The Farm Bill debate is currently in full-swing in the U.S. Senate this week. The sprawling legislation covers food stamps, subsidies, international food aid, research grants — it literally dictates what and how we eat. And right now, the Farm Bill gives all the power to the biggest food companies, which they wield with impunity over farmers and consumers. But an amendment to the bill – the Packer Ban, introduced by Senators Chuck Grassley (R-Iowa) and Kent Conrad (D-North Dakota) – could begin to address this unfair advantage that giant food companies have over farmers.
A tiny number of corporations sit between fewer than a million full-time farmers and 300 million eaters. Only a handful of companies sell seeds and fertilizer to farmers, buy their crops and livestock, process the fruits of farmers’ labor into manufactured food, and sell it at a declining number of gigantic supermarket chains. Those that sell supplies and equipment charge farmers high prices. Meanwhile, the processors and meatpackers that buy from farmers pay low, and consumers see a smaller number of choices at often-higher prices at the grocery store.
The lack of competition is especially severe in livestock markets where, between 2000 and 2010, the United States lost 89,000 beef cattle operations (more than 10 percent) and 19,000 hog operations (about 20 percent). Just four companies dominate meat processing in the Unites States, controlling 80 percent of the marketplace. With few buyers, farmers rarely get a competitive price for their livestock. At the local level, there are often only one or two meatpackers buying livestock and often times both companies are represented by the same person, making it impossible for a farmer to negotiate a fair price.
Meatpackers increasingly own their own cattle in order to manipulate the market. The companies buy livestock on the open market when prices are low but slaughter their own livestock when bidding prices rise. This puts long-term, downward pressure on the price of livestock and allows meatpackers to manipulate what farmers and ranchers earn. These persistently low livestock prices effectively work to push small and medium-sized farmers out of business, while still leading to increased consumer food prices because large meatpackers don’t face enough competition to force them to pass on savings to consumers.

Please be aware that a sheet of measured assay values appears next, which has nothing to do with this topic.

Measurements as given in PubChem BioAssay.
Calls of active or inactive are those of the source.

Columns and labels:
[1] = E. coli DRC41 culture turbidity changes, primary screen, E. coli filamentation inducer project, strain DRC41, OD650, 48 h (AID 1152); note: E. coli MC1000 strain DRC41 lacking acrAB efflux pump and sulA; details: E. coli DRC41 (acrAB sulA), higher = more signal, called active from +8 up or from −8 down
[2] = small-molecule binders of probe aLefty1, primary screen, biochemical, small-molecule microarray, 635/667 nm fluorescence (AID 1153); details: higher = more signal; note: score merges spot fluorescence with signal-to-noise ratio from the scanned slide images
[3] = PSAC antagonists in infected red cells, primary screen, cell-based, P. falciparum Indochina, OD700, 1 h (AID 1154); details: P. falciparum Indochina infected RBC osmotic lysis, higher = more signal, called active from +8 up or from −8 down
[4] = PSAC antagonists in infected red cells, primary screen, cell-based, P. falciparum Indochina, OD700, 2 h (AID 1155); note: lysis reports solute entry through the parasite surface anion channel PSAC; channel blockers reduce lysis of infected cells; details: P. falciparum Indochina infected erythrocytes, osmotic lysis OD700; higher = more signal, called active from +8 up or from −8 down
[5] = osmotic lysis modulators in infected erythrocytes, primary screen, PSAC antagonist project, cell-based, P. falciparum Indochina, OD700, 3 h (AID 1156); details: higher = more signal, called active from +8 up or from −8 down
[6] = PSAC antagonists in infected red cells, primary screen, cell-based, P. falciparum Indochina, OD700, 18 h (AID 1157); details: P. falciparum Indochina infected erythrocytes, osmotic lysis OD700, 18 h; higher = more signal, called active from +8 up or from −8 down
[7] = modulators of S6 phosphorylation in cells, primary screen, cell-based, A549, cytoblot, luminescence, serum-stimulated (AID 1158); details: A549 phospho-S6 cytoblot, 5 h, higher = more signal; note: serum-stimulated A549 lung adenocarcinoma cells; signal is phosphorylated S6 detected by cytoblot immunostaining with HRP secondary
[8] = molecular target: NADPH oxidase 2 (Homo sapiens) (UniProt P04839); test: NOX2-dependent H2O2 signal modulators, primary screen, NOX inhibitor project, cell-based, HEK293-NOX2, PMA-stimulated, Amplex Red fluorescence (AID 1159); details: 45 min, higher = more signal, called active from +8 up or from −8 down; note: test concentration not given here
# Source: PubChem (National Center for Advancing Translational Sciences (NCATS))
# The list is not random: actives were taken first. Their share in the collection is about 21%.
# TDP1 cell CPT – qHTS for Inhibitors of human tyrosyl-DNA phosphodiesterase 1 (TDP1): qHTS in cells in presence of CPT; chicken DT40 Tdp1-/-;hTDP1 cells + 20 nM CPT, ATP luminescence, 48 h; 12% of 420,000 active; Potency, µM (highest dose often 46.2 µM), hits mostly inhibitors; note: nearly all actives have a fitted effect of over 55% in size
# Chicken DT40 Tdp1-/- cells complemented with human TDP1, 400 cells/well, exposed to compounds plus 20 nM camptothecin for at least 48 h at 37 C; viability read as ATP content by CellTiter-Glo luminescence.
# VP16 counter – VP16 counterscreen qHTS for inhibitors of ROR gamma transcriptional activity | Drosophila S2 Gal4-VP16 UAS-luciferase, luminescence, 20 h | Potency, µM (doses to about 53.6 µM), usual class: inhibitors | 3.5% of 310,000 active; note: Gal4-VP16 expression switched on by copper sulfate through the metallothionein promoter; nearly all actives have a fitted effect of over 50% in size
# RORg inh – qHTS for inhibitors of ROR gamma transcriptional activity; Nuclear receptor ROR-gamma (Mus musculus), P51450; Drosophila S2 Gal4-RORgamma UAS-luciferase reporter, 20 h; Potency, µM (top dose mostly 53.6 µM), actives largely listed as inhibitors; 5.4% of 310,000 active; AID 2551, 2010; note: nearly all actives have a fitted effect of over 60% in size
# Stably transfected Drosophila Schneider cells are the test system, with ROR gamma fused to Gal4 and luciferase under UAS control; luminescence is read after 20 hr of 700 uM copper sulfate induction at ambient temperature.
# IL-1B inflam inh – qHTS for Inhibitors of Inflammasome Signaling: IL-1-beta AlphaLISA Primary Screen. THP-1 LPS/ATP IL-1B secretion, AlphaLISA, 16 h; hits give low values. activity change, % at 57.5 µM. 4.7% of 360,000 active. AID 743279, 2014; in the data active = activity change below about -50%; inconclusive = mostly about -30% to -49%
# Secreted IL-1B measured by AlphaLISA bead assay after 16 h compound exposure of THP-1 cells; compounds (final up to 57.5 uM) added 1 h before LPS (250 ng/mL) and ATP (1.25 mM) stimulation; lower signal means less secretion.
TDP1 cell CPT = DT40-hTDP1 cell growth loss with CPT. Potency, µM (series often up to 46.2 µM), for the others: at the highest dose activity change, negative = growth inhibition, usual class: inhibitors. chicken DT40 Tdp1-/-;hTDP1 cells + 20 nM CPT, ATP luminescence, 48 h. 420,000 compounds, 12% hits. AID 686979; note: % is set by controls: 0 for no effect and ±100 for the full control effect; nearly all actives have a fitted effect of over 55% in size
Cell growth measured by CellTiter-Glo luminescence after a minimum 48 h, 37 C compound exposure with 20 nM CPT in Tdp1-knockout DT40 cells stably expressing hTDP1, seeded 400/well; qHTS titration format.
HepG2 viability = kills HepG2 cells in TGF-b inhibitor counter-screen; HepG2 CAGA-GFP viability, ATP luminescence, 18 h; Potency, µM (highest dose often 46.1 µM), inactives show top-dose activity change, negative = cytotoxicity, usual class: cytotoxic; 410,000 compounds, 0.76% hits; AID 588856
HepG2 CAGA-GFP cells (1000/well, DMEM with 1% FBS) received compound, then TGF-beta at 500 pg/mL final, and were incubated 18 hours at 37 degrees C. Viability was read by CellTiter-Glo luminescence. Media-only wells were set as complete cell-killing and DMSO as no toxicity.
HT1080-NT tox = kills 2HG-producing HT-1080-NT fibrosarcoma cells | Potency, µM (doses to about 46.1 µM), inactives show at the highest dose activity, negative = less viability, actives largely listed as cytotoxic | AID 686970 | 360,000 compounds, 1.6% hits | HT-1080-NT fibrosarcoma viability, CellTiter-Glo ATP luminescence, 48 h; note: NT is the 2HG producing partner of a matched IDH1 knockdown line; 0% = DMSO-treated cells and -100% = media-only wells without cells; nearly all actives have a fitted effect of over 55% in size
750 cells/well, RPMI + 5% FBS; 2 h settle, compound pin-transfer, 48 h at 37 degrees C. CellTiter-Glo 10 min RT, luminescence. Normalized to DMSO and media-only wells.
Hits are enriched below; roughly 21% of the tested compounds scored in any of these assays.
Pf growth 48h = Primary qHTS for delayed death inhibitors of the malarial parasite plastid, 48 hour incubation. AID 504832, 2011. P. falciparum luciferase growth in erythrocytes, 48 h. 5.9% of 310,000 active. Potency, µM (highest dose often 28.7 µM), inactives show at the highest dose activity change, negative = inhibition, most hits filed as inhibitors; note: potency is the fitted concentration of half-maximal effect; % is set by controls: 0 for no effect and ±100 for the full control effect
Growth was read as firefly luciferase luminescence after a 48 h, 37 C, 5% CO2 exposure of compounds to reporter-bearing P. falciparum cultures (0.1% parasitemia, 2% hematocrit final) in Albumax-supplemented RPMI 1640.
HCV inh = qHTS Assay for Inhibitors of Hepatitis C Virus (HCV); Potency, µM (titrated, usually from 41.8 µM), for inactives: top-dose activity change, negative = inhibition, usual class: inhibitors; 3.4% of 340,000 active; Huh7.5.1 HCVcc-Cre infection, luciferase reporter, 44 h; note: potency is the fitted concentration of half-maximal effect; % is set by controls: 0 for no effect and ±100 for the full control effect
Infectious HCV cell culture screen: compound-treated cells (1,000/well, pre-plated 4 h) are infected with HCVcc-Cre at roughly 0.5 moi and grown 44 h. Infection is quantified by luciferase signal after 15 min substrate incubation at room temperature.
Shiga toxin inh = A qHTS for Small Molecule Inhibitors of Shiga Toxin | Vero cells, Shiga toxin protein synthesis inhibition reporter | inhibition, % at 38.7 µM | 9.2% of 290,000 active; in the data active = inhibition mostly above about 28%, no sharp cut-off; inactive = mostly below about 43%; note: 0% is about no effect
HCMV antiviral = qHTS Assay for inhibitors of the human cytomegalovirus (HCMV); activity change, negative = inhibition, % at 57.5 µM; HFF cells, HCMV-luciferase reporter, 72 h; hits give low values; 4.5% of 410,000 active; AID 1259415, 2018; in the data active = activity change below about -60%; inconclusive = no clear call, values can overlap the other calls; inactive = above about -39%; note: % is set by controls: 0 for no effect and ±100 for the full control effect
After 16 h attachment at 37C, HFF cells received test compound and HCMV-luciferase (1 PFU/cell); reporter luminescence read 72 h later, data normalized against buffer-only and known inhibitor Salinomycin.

The Senate’s version of the bill retreats from the gains made in the 2008 Farm Bill to ensure that livestock farmers receive fairer prices for their cattle and hogs. However, the Packer Ban would prevent the biggest meatpacking companies from meddling with livestock prices paid to farmers by prohibiting meatpackers from holding livestock for more than a few weeks before they are slaughtered.
Unfortunately, Agriculture Committee Chair Senator Debbie Stabenow has already committed to opposing this sensible livestock marketing reform. On May 3, while briefing a group of 50 farmers, consumers and other stakeholders about the Senate Farm Bill, Senator Stabenow said that she would vote against the Packer Ban (and any other amendments) on the Senate floor.
Stabenow’s unwillingness to vote in favor of this amendment is disappointing, but other Senators have the chance to do the right thing – support farmers and consumers and vote for the packer ban amendment. A packer ban would start to level the playing field between livestock producers and meatpackers and help ensure that farmers get fair prices for their hogs and cattle. Let your legislators know you want them to get behind the Packer Ban to restore fairness to our food supply.